THE NRA RECRUITING PROGRAM is designed so that clubs like yours can recruit and renew current NRA members while increasing your club's treasury. Once your club becomes a recruiter, NRA will pay up to $10 for every new membership sold. A renewal will pay the club $5­multiply this by the number of members in your club and it adds up fast! With nothing invested on the club's part, this is pure profit! How you spend your commission, is entirely up to you. Commission you will receive from signing up or renewing your club members can help you purchase new clay throwers, expand rifle or skeet fields, fix up a trap house, or just improve the landscaping around your clubhouse. The commission you earn will help to provide for such projects. Don't limit your recruiting to just club members. Sign up friends and family as well. The more people you sign up, the more commission you will earn.

NRA Members, NRA Receive Benefits with New H&R Block Program

AS YOU MAY ALREADY KNOW, some of the most sweeping tax law changes were passed in 2001. And while news coverage indicates that the changes will benefit most taxpayers, the amount of changes is bound to cause confusion. Trying to understand the new laws may be difficult and take time. The NRA is offering a valuable new benefit to members that will help relieve some of your stress at tax time. The NRA has joined forces with H&R Block, the nation's leading tax services firm, to bring you the expertise and professional assistance that you need for your tax services, and to ensure that you take advantage of every money-saving deduction and credit for which you are eligible.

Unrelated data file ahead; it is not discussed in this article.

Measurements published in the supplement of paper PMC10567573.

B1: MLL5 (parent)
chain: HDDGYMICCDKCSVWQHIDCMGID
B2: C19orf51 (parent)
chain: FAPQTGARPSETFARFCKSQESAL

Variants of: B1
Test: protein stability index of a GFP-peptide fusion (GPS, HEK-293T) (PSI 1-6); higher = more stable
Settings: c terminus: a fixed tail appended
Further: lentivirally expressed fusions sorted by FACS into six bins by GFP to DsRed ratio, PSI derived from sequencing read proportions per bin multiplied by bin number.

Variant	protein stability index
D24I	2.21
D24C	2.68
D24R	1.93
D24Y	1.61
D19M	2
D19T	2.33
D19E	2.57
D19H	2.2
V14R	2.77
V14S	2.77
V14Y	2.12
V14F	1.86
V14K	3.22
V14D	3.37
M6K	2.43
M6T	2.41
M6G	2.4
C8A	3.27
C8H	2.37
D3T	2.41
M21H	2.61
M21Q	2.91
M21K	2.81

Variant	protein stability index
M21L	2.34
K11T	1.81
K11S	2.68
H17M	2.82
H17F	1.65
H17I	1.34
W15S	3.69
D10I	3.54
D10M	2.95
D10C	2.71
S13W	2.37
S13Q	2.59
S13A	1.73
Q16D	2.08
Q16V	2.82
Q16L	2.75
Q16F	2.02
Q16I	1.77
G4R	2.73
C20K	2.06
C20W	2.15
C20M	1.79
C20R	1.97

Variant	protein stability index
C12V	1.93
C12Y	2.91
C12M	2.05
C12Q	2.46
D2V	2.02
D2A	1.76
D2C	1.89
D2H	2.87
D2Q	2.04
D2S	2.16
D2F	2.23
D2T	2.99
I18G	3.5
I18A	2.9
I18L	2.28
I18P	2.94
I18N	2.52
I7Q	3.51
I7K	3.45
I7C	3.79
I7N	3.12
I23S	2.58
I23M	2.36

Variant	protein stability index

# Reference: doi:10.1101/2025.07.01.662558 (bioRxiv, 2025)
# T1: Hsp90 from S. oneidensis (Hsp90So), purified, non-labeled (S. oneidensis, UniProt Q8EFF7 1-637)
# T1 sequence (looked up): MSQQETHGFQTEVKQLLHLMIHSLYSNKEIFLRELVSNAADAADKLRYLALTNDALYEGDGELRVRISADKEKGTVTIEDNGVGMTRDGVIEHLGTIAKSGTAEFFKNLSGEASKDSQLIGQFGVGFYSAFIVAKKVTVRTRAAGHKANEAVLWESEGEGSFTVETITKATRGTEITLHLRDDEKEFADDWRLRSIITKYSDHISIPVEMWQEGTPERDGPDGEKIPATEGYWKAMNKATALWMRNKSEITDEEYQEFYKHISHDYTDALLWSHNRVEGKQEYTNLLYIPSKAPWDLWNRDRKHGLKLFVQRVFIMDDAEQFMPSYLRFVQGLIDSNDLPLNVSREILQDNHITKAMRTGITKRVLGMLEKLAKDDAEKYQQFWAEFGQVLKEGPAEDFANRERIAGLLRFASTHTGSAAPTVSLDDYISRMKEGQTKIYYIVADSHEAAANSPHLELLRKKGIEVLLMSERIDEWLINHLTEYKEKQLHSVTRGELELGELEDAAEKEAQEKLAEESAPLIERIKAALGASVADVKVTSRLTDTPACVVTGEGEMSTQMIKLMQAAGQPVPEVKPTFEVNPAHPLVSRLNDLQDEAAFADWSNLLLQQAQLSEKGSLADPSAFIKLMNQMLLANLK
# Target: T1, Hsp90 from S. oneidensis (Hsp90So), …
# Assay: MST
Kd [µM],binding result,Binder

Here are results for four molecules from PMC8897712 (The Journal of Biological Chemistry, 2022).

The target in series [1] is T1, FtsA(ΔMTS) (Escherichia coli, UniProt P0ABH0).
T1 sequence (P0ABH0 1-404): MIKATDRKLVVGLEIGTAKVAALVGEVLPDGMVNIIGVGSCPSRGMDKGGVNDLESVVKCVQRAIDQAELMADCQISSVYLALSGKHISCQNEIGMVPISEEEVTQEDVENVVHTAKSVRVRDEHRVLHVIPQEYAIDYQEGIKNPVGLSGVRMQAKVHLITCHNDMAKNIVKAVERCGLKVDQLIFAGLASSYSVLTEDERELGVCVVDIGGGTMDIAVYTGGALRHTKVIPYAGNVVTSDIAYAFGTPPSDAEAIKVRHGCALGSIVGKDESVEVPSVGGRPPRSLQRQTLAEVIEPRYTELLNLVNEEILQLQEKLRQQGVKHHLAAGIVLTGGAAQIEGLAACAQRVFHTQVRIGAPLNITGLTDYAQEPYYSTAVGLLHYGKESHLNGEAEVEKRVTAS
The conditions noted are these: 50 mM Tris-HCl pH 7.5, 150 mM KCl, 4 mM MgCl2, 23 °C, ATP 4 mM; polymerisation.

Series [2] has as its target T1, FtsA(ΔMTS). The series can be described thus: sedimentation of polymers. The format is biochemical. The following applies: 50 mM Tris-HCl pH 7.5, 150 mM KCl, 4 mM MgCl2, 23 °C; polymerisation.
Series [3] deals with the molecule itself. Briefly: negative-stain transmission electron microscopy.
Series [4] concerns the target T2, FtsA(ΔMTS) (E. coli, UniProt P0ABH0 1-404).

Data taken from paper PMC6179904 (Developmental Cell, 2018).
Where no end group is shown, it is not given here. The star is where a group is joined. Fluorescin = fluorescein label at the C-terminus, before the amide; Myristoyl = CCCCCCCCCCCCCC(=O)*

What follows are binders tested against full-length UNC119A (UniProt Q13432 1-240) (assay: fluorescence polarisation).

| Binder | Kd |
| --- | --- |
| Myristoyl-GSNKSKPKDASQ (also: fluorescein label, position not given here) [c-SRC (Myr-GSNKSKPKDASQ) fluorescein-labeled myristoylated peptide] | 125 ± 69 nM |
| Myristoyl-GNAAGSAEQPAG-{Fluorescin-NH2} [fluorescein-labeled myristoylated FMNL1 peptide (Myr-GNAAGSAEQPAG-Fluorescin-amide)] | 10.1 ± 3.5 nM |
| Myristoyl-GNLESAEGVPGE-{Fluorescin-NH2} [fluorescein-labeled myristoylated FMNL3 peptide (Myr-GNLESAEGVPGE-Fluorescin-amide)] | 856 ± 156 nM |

Take the `double check' challenge at H&R Block

It's estimated that last year $311 million was overpaid by Americans. That's $610 per taxpayer! If any of your last three years' tax returns (1998, 1999, and 2000) weren't prepared by H&R Block, just bring in any of those returns and have an H&R Block tax professional double-check them for FREE. The IRS may owe you money you don't even know about. The "Double Check" analysis is free. If you decide to file an amended tax return, you simply pay a modest re-filing fee to collect your additional refund.

Another great offer...

Check out the NRA Endorsed Insurance Program for NRA Affiliated Clubs

Get exclusive commercial insurance coverage for your Club with the ONLY commercial plan endorsed by the NRA. The Club plan offers one source for your insurance needs including Property, Liability, Workers' Compensation, Auto and more. For more information on this coverage visit www.NRAEndorsedInsurance.com and click on the NRA Club logo or call toll-free (877) 487-5407. NRA Endorsed Insurance ProgramAdministered by Lockton Risk Services.

Prefer to do your taxes yourself?

Now you can do it yourself, if that's your preference, with all the benefits of having a tax professional at your disposal. H&R Block offers online tax preparation and advice, or you can purchase the award-winning TaxCut software at a 17% discount online. Simply visit www.mynra.com/taxes now.